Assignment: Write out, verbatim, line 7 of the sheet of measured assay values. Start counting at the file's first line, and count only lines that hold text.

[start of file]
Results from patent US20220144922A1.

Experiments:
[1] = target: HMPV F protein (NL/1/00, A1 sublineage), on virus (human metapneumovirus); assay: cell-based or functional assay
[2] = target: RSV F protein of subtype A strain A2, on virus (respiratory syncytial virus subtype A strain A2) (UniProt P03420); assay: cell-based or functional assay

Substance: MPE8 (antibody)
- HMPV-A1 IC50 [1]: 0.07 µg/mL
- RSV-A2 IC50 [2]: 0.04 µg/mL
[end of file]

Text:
- RSV-A2 IC50 [2]: 0.04 µg/mL